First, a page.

One year, I tried to organize women's hakafot in a completely separate, private location.  I called a dozen or more Orthodox rabbis in Baltimore to borrow a Sefer Torah, but not a single rabbi would lend us one. And not a single rabbi could give me a reason that was any more compelling than, "It's not done."  And, to add to my pain, many of the people I spoke to in those years, rabbis included, made me feel that there was something wrong with me for being unsatisfied with the status quo, for desiring something different.

So I started coping with Simchas Torah by pretending it wasn't happening.  I successfully avoided attending shul on Simchas Torah for the next several decades by entering a kind of self-imposed Simchas Torah coma.

In the week leading up to Simchas Torah in Israel, I started re-experiencing all the old, traumatic  feelings of resentment.  "Why do Orthodox men act like they own the Sefer Torah?" I decried to anyone who would listen.  Even in places where women might have a chance to dance with a Sefer Torah, one often hears that, "In such and such a place, the rabbi gives women a Sefer Torah."  Again, proprietary, for men can only give women a Sefer Torah if they regard it as theirs to give.

Thus, with a heart full of ambivalence, I went to shul last night. This was my first Simchas Torah in shul in many, many years.  I'd like to say that the whole experience, my first Simchas Torah in the Holy Land, was completely healing.

But that would not be true.

"If our women are good enough to carry our children for nine months, they're good enough to carry a Sefer Torah for a few minutes." - Rabbi Shlomo Carlebach

Despite the fact that Rabbi Shlomo Carlebach, the spiritual inspiration for the Happy Minyan at which we daven here in Israel, permitted women to dance with a Sefer Torah on Simchas Torah, this is not what happened last night.

As expected, the men joyously sang and danced around the bima with children on their shoulders and Sifrei Torah in their arms while the women did one of three things: chatted, danced briefly and without much gusto or peered into the men's section to watch.  Over the hour or so I was able to stay in shul without crying, I did all three, but I felt precious little simcha.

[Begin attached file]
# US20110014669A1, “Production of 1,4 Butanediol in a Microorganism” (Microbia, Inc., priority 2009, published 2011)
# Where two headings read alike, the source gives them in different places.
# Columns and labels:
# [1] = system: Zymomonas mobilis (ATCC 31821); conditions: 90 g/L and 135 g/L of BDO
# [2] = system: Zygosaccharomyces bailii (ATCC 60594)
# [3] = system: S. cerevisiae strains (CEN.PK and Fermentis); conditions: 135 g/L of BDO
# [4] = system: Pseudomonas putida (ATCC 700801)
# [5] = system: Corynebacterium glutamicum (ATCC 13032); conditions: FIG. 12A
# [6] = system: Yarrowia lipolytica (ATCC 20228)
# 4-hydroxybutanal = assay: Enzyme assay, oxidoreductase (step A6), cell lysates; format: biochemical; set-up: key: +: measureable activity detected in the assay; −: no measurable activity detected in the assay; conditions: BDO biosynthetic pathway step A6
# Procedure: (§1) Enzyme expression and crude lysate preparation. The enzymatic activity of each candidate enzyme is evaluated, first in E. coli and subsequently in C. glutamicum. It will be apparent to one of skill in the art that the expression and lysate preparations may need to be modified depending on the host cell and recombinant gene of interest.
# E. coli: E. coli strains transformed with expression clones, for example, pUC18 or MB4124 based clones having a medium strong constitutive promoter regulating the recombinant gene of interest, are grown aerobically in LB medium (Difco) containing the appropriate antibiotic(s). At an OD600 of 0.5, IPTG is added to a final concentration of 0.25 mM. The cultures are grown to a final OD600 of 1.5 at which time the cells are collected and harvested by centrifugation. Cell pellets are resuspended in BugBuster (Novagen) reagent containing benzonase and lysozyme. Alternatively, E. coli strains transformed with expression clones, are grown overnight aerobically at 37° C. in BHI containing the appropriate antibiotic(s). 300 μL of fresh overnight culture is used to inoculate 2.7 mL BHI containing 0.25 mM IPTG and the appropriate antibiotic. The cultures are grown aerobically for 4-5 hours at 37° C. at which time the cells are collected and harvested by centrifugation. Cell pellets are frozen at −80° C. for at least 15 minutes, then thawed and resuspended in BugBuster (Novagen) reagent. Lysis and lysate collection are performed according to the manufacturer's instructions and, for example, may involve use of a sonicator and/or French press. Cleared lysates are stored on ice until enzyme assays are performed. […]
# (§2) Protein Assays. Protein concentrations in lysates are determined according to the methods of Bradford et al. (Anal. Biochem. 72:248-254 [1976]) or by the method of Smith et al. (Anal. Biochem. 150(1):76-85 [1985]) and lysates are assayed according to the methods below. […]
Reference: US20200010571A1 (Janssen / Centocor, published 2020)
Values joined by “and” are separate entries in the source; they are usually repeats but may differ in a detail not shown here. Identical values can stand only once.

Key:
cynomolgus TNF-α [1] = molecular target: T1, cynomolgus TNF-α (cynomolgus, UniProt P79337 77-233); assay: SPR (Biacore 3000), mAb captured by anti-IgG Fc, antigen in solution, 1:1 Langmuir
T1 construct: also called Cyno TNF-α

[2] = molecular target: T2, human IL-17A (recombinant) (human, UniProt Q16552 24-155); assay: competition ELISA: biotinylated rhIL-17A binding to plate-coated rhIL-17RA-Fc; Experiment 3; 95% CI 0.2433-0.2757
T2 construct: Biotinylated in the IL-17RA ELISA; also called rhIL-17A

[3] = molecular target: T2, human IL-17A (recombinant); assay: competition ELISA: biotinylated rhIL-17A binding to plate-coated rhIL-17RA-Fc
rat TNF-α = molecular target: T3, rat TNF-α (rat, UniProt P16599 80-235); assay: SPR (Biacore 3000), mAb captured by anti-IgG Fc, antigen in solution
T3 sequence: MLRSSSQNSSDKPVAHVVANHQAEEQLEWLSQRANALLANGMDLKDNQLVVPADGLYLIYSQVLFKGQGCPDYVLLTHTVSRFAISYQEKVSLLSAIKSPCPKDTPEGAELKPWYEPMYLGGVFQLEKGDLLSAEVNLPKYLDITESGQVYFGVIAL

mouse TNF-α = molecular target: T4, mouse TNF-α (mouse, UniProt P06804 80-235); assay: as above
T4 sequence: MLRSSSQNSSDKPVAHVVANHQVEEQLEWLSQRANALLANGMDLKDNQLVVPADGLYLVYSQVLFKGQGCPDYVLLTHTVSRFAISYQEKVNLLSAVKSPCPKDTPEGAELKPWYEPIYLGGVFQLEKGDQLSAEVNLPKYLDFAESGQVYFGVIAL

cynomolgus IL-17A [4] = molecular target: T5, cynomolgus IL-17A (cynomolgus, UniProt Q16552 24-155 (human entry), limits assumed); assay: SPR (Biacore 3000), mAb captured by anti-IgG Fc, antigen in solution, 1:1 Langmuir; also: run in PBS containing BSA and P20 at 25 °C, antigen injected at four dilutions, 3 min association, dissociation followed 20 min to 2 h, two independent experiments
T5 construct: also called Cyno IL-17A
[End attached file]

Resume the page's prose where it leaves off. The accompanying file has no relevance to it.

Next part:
At one point, at the request of an elderly woman from the congregation, the mechitza was opened so the women could actually see the Sifrei Torah.  Apparently, the mechitza opening coincided with a brief spurt of dancing on the women's side and I overheard one young man tell his mother that he was offended to have glanced over and seen women dancing.  So apparently, it is not enough that women are denied the opportunity to hold and dance with the Sefer Torah.  We must also be denied the opportunity to squeeze out some minuscule portion of our own simcha as we watch men cradling the Sifrei Torah we all love but do not have equal access to.  If given the opportunity, I would like to ask this young man just how much simcha he would feel if he was in my shoes.

One friend told me she likes hakafot less and less each year.  She doesn't want to feel resentful, so she asks Hashem to remove her feelings of resentfulness.  It's far from ideal, but it's an emotional/spiritual place I can aspire to be and I'm glad she shared those words with me.

I skipped shul this morning and prayed at home.  In the afternoon, I attended a Simchas Torah luncheon with 150 members of our congregation, during which I listened to some heartfelt words of Torah about a holiday I absolutely could not relate to.  The holiday he described does not exist anywhere in the realm of  my experience.  I spent most of the rest of the day at home learning midrashim related to the first parsha of the Torah, in which Gd creates all life.

I'm convinced that there is something fundamentally flawed in the way we observe this chag.  How can a chag that is supposed to be the epitome of simcha (joy) be so atzuv (sad) for so many?

My older daughter who is a thousand times more committed to formal tefillah than I am, explained simply that, "Simchas Torah is a man's holiday." She spent the day avoiding it almost as completely as I did, but she did so seemingly without pain.

In the future, I should probably lower my expectations for the day to, I don't know, let's say, zero.  I must tell myself that all the flowery talk about the day and its spiritual potential simply don't apply to me.

There are so very many things I love about being a Jew in Israel.

Regrettably, Simchas Torah cannot be counted among them.


Risa Tzohar said...

No holiday elicits such strong pro and con feelings in Jewish women as Simchat Tora. I have gone from being deeply hurt to neutral to really enjoying it.
At my shul in Rehovot we clear a space in the women’s section and dance too. At just about every hakafa the gabbai passes us a sefer torah and we pass it around and dance with it. But the part I like best is when they are reading and rereading so that everyone (no, make that every man) gets an aliya, we go off and give divrei Torah to the women. For many of us it is the first time we have gotten up and given a Dvar Torah and it helps us own our celebration of the Joy of Torah.